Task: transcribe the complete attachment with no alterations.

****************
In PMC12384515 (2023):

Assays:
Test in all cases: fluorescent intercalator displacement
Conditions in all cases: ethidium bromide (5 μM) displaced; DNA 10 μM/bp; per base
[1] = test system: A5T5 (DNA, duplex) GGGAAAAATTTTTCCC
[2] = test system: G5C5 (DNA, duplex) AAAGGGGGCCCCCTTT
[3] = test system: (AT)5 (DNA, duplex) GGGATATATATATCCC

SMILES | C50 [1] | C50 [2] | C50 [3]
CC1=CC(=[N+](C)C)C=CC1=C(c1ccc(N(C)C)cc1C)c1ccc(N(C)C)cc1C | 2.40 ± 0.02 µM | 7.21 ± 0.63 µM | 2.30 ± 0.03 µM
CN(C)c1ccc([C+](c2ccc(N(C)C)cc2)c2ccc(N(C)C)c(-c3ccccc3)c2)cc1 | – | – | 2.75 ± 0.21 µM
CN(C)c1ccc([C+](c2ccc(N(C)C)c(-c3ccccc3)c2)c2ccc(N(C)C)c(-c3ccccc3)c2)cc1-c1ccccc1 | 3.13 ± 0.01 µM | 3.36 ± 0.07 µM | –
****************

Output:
In PMC12384515 (2023):

Assays:
Test in all cases: fluorescent intercalator displacement
Conditions in all cases: ethidium bromide (5 μM) displaced; DNA 10 μM/bp; per base
[1] = test system: A5T5 (DNA, duplex) GGGAAAAATTTTTCCC
[2] = test system: G5C5 (DNA, duplex) AAAGGGGGCCCCCTTT
[3] = test system: (AT)5 (DNA, duplex) GGGATATATATATCCC

SMILES | C50 [1] | C50 [2] | C50 [3]
CC1=CC(=[N+](C)C)C=CC1=C(c1ccc(N(C)C)cc1C)c1ccc(N(C)C)cc1C | 2.40 ± 0.02 µM | 7.21 ± 0.63 µM | 2.30 ± 0.03 µM
CN(C)c1ccc([C+](c2ccc(N(C)C)cc2)c2ccc(N(C)C)c(-c3ccccc3)c2)cc1 | – | – | 2.75 ± 0.21 µM
CN(C)c1ccc([C+](c2ccc(N(C)C)c(-c3ccccc3)c2)c2ccc(N(C)C)c(-c3ccccc3)c2)cc1-c1ccccc1 | 3.13 ± 0.01 µM | 3.36 ± 0.07 µM | –